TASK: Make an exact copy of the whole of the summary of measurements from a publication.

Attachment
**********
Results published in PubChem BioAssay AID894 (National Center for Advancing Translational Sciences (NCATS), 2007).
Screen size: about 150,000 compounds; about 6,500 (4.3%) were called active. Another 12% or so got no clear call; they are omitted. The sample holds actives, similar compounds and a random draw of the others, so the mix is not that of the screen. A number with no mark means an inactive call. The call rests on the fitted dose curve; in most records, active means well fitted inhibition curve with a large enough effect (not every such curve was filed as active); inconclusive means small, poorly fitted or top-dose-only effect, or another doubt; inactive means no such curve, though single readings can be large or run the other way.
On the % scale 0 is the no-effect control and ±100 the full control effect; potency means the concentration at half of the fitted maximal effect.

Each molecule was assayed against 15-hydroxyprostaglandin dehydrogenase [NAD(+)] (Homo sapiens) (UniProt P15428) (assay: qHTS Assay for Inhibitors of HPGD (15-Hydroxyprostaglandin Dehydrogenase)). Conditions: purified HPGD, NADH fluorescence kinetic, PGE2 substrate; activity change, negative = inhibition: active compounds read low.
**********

Results published in PubChem BioAssay AID894 (National Center for Advancing Translational Sciences (NCATS), 2007).
Screen size: about 150,000 compounds; about 6,500 (4.3%) were called active. Another 12% or so got no clear call; they are omitted. The sample holds actives, similar compounds and a random draw of the others, so the mix is not that of the screen. A number with no mark means an inactive call. The call rests on the fitted dose curve; in most records, active means well fitted inhibition curve with a large enough effect (not every such curve was filed as active); inconclusive means small, poorly fitted or top-dose-only effect, or another doubt; inactive means no such curve, though single readings can be large or run the other way.
On the % scale 0 is the no-effect control and ±100 the full control effect; potency means the concentration at half of the fitted maximal effect.

Each molecule was assayed against 15-hydroxyprostaglandin dehydrogenase [NAD(+)] (Homo sapiens) (UniProt P15428) (assay: qHTS Assay for Inhibitors of HPGD (15-Hydroxyprostaglandin Dehydrogenase)). Conditions: purified HPGD, NADH fluorescence kinetic, PGE2 substrate; activity change, negative = inhibition: active compounds read low.